When choosing a new battery, a lot of folks have a hard time with understanding what CCA means. Simply put, cold cranking amps (CCA) are a way of measuring a batteries ability to provide power to the starter in cold weather.
It is harder for a battery to provide power in colder weather. Auto batteries are no exception to this rule. CCA helps us determine the right battery to get so that your vehicle will have enough of a power reserve to start in the cold.
Vehicles with higher compression (more pressure) and more cylinders (more turning mass) are going to need a battery with a higher CCA.
There is no such thing as buying a battery with “too much” CCA, so don’t worry about that. In fact, most premium batteries will provide a CCA that is over the factory recommended amperage.
While that might seem like overkill, as the battery ages, it’ll last longer before the amperage gets too low for it to properly start the vehicle.
What are Cold Cranking Amps (CCA)?
The cold cranking amperage rating is the specific measurement of your batteries ability to provide amperage while maintaining at least 7.2 volts for 30 seconds at 0° Fahrenheit.
Once this test is run on the battery, a CCA rating is applied. You can find this on the battery sticker. It’ll either be on top of the battery, or on the side.
How to Determine the CCA You Need
We recommend that you purchase a battery that provides at least the minimum CCA needed. Anywhere that sells batteries will be able to provide you with the proper CCA needed for your engine.
It’s a simple fact that life is harder on a battery the further from the equator that you live. Buying a battery with a CCA that is even higher than the factory minimum will help your vehicle turn over better during sub zero weather.
Why a Battery With the Proper CCA is Important
Cold cranking amperage is important for two reasons.
The first is that a vehicle’s engine needs a battery with the proper cranking amperage for the starter to spin fast enough to turn the engine over. If there’s not enough cranking amperage for the starter it can lead to premature failure.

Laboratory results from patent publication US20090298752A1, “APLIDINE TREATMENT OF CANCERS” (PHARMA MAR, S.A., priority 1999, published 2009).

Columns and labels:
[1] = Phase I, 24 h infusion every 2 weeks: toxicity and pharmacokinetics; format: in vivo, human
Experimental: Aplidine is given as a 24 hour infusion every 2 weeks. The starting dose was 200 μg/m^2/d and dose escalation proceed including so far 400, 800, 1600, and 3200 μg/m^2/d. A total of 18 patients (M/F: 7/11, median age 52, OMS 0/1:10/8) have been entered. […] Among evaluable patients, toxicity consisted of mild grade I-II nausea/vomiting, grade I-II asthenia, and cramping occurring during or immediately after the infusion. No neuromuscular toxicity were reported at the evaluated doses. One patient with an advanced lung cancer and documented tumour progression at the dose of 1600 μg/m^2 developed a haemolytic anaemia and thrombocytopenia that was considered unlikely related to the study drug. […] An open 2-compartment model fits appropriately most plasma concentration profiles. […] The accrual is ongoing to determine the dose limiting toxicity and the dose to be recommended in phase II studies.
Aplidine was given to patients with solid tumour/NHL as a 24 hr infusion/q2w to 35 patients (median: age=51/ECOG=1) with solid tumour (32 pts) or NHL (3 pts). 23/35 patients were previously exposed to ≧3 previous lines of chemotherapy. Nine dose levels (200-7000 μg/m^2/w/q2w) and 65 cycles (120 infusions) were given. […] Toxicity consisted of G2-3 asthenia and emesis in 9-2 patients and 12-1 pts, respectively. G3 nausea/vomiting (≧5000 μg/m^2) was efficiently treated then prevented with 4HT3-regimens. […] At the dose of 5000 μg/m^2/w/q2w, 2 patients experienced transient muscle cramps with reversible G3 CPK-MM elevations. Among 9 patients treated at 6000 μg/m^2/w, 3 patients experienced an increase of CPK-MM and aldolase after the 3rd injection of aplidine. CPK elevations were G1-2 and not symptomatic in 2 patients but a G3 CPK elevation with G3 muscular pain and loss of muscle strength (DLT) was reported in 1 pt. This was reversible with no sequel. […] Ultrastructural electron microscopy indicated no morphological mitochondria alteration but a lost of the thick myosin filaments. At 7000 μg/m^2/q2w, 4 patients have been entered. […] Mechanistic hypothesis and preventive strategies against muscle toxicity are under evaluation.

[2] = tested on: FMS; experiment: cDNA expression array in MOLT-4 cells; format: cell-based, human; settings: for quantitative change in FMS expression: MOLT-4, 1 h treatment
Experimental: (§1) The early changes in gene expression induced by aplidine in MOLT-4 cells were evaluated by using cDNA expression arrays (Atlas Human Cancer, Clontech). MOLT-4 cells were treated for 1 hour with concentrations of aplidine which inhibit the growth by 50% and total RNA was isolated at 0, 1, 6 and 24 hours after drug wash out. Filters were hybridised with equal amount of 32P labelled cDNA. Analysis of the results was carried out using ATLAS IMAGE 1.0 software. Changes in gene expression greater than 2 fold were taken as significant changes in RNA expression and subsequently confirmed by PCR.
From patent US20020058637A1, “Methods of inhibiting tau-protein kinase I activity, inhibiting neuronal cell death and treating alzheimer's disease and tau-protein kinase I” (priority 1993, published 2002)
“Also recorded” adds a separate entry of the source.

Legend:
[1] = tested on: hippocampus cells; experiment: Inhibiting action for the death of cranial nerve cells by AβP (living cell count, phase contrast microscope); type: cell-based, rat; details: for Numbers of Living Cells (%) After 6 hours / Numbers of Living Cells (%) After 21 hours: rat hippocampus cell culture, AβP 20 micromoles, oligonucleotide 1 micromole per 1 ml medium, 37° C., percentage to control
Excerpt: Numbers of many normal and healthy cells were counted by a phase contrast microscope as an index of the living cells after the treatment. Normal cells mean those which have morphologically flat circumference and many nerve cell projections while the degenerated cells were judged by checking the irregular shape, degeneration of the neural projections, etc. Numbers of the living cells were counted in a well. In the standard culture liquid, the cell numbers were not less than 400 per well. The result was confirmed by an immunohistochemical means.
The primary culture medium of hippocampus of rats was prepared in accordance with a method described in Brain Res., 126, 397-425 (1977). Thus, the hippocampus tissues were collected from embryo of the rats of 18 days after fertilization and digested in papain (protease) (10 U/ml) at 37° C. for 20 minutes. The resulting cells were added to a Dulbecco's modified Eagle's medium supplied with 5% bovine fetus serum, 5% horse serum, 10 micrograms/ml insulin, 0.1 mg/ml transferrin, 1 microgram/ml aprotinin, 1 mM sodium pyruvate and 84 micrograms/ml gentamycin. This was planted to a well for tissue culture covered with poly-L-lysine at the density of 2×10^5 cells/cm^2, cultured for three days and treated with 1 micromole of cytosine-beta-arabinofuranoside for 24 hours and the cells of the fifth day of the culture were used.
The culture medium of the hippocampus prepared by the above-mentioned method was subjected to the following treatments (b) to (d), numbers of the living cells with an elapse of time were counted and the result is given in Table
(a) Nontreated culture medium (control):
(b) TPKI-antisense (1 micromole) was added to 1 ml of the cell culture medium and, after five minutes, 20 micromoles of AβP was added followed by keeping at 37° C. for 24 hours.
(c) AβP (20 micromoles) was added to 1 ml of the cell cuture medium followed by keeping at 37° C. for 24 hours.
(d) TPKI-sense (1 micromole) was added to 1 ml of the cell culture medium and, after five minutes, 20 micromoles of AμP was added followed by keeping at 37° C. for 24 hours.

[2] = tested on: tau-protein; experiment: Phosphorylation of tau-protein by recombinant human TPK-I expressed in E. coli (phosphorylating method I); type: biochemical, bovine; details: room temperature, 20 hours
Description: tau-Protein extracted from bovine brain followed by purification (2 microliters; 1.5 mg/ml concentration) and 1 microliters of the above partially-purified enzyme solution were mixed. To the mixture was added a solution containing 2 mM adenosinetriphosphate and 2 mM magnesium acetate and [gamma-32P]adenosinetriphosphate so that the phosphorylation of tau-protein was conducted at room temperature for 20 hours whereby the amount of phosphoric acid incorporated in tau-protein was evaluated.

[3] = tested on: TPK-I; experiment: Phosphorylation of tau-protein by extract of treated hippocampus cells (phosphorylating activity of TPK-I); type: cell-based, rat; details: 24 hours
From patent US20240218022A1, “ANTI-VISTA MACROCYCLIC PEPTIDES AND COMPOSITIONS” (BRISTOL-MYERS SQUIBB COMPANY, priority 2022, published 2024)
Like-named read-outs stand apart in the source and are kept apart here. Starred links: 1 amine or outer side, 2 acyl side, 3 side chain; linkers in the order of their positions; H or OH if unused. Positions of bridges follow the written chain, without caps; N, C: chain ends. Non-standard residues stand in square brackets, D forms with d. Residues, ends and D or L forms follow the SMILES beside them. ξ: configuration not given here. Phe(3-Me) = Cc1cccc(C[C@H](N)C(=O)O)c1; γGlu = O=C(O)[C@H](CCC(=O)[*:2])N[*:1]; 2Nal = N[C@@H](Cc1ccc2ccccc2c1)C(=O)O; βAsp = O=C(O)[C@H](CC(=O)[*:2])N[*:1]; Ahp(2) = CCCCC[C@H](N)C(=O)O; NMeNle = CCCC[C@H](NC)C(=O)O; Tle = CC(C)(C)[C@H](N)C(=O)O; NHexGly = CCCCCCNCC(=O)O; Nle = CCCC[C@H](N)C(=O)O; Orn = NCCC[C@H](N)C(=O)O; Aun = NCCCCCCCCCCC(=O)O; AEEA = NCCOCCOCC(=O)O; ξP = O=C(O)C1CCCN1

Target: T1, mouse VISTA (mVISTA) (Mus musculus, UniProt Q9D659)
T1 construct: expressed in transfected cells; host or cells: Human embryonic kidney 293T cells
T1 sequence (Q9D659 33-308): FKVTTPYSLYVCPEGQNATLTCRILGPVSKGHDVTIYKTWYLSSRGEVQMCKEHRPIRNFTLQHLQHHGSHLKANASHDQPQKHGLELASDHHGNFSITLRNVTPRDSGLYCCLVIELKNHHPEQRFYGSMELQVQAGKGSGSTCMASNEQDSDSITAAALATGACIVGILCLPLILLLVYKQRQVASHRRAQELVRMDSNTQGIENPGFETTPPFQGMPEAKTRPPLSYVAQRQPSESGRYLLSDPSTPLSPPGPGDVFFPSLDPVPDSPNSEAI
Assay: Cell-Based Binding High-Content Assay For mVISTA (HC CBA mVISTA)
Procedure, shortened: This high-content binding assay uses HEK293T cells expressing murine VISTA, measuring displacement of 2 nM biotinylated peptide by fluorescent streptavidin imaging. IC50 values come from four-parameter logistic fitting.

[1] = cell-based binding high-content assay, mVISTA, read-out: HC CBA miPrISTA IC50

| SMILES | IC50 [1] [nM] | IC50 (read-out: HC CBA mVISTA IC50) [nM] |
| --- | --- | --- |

The second is that without the proper cold cranking amperage, when it gets really cold the battery may not be able to start the vehicle.
Common Questions Related to CCA:
Here are some of the more common questions associated with cold cranking amperage:
Can I put a Higher CCA Battery in My Car?
It is perfectly fine to put a battery with a higher CCA than your vehicle needs. All batteries are 12 volts (unless your car happens to be over 70 years old).
The limiting factor is going to be the batteries shape and size. You need to make sure that you are getting a battery that fits in the battery compartment.
Do Higher CCA Batteries Last Longer?
Higher CCA batteries do last longer. All batteries lose amperage over time. But, starting with a battery that has “extra CCA” compared to what your vehicle needs is only going to be a plus.
A battery with a high CCA will typically last longer before it degrades to the point that it can not be used.
Can I use a Low CCA Battery?
If the regular cranking amperage on the battery in question is above the recommended cold cranking amperage that is recommended, it will technically work if you live in a warm climate.
We don’t recommend doing this. The battery will only have the minimum amperage that you need at all times, and it’ll struggle or fail to start the vehicle when it finally does get cold.
When do I Replace My Battery
Here are some of the ways that you can tell your battery needs replaced.
- The battery light is on– This may mean that the battery is bad. It very well could also indicate that there is an issue with the alternator. While it’s not 100% accurate at all times, usually if the battery light comes on when you are driving, the alternator is at fault. If the battery light comes on after starting the vehicle, it’s usually the battery itself.
- Slow start– If the starter sounds like it is struggling to turn over the engine, that’s a good indication that the battery is not providing enough CCA to get the job done. This will be most prevalent on the first start of the day, and less prevalent when the engine is warmed up. This could also indicate that the starter is bad, but more often than not, it’s the battery that is at fault.
- Swollen or Leaking Battery– If your battery is noticeably leaking fluid or swollen, it should be replaced without delay.
You don’t replace your battery if there is a bunch of corrosion on the battery terminals. You would get a good wire brush or battery post cleaner and clean them off. Here’s a good video on how to clean battery corrosion with baking soda and a brush.
Conclusion: What CCA Means on a Battery
CCA means cold cranking amperage. It is important to use a battery in your vehicle that has at least the minimum cold cranking amperage for your vehicle. We hope this helps.